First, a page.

LES MARTYRS, TOME II : LE TROISIÈME SIÈCLE – DIOCLÉTIEN. Recueil de pièces authentiques sur les martre depuis les origines du christianisme jusqu'au XXe siècle. Traduites et publiées par le B. P. DOM H. LECLERCQ, Moine bénédictin de Saint-Michel de Farnborough. Imprimi potest FR. FERDINANDUS CABROL, Abbas Sancti Michaelis Farnborough. Die 15 Martii 1903.
Procopius of Scythopolis M (RM)
Born in Jerusalem; died at Sycthopolis (Bethshan), July 7, 303. Saint Procopius was one of the first victims of Emperor Diocletian's persecution of the Christians in Palestine. The church historian Eusebius was bishop of Caesarea, where Procopius suffered, at the time of the martyrdom. Eusebius left this simple account of Procopius's martyrdom:
"The first of the martyrs of Palestine was Procopius, a man filled with divine grace, who form his childhood had devoted himself to chastity and the practice of all virtues. He had mortified his flesh until his body seemed to be like that of one who was dead, but his soul drew such strength from the word of God that the body itself was refreshed by it. He lived on bread and water, and ate only every second or third day, and sometimes prolonged his fast for a whole week.
"Meditation on the divine work so filled his being that he remained absorbed in it day and night without fatigue. Filled with gentleness and goodness, holding himself to be the least of men, he edified all who heard him by his discourses. The word of God was his only study, and of other matters he had but little knowledge.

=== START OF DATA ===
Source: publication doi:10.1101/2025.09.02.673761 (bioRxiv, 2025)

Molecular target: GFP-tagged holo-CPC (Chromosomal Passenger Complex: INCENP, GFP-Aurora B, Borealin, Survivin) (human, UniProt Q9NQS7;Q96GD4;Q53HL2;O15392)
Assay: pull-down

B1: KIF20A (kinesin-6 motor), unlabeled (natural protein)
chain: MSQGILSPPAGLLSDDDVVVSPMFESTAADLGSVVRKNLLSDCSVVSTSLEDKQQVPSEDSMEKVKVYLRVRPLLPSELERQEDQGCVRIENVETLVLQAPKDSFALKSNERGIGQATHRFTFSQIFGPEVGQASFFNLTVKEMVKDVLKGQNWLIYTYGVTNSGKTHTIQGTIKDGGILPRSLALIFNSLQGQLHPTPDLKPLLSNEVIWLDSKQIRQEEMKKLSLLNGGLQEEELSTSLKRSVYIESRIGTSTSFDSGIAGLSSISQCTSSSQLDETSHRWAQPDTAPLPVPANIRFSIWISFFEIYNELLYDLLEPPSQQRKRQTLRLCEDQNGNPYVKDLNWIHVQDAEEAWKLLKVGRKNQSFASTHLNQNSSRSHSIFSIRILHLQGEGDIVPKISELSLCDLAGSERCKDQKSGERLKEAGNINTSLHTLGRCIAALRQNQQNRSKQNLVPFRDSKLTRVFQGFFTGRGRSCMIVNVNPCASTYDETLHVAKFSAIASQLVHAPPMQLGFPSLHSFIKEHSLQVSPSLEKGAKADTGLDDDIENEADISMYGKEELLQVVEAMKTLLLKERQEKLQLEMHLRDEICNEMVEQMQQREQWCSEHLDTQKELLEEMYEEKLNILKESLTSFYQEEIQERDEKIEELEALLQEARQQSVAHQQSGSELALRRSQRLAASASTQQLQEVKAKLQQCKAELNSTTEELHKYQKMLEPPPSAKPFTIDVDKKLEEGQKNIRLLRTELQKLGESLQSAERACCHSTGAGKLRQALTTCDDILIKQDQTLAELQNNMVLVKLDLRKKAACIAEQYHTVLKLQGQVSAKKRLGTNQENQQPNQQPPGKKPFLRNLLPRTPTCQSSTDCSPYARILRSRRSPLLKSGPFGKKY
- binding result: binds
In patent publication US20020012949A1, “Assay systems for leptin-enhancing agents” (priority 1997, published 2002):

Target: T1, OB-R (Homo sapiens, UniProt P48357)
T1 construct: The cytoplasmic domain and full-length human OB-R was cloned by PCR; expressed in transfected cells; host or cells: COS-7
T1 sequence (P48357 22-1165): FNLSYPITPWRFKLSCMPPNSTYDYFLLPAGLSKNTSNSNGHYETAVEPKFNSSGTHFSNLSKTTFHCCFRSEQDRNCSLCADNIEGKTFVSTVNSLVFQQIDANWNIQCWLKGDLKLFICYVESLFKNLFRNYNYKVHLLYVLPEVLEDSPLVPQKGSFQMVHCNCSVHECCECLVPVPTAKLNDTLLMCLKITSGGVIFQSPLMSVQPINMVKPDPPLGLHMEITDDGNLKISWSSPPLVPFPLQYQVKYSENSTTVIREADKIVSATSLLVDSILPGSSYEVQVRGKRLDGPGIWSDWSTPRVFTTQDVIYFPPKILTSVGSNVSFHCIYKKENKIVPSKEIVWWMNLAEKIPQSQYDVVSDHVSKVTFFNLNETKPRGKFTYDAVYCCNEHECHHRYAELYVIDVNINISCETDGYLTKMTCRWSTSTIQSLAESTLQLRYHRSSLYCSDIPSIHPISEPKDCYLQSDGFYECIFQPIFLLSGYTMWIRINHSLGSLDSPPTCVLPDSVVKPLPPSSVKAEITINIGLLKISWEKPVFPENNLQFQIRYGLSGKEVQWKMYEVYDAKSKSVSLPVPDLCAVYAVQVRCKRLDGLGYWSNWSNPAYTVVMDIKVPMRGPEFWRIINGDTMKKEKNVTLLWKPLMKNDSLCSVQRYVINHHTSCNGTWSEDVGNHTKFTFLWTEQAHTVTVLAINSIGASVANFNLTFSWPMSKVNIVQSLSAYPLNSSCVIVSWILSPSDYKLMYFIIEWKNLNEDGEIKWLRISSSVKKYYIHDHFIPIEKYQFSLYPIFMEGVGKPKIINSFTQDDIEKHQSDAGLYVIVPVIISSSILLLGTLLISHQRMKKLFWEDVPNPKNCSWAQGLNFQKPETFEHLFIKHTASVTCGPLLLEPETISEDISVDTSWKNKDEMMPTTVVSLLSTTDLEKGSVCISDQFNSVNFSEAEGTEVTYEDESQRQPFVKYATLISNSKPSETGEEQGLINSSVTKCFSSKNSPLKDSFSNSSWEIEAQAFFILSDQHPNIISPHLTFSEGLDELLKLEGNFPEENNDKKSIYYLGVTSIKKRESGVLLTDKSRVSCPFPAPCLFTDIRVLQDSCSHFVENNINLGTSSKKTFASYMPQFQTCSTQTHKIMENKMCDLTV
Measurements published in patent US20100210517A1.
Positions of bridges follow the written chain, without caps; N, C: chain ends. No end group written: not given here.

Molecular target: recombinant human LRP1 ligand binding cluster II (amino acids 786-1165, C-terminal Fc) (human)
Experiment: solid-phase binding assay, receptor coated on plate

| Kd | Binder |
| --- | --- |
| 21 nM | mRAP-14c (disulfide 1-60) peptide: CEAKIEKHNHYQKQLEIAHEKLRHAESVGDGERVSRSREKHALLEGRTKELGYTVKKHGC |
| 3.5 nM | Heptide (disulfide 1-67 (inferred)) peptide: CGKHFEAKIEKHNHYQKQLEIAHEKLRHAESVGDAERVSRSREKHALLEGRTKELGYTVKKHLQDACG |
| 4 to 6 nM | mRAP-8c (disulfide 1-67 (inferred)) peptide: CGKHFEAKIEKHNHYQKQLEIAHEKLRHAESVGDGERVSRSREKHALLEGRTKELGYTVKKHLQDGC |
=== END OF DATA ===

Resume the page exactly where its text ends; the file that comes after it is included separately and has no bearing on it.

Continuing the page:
"He was born at Jerusalem, but had gone to live in Scythopolis, where he held three ecclesiastical offices. He was reader and interpreter in the Syriac language, and cured those possessed of evil spirits.
"Sent with his companions from Scythopolis to Caesarea [Maritima], he had barely passed through the city gates when he was brought before the governor; and even before being put in chains and taken to the prison he was urged by the judge Flavian to sacrifice to the gods. But in a loud voice Procopius said that there are not several gods, but One only, the creator and author of all things.
"Finding nothing to say in answer, the judge tried to persuade him at least to sacrifice to the emperors, but the martyr of God scorned his pleas. 'Listen,' he said, 'to this verse from Homer: It is not good to have several masters; let there be only one ruler and one king.'
"At these words, as though he had spoken threats against the emperors, the judge ordered him to be executed. His head was cut off, and he passed happily to eternal life by the shortest road. This was the first martyrdom that took place at Caesarea."
This simple, reliable account was not enough to satisfy the legend makers. In later stories Procopius is made a soldier, then an ascetic, then a Persian, and then a prince of Alexandria--sometimes he was said to be all four of these at once. In each case, his conversion was made to bear a remarkable resemblance to that of Saint Paul.
When he was imprisoned in these legends, he is supposed to have converted his guards. When brought before the judges, he was said to have astounded them with a string of quotations from Plato, Aristotle, Galen, Homer, and Socrates. When subjected to the most horrible and fantastic tortures, he emerged unscathed. And when approached by his would-be executioners, he is said to have paralyzed them on the spot. At some point in the story, he is reputed to have slain no fewer than 6,000 barbarian invaders simply by confronting them with a wonder-working cross.
In the most popular of these legends, Procopius was originally named Neanias. He was born at Jerusalem, then made duke of Alexandria by Diocletian, who sent him to proceed against the Christians there. On the way from Antioch Neanias experiences a vision similar to that of Saint Paul on the road to Damascus, as a consequence of which he declares himself a Christian.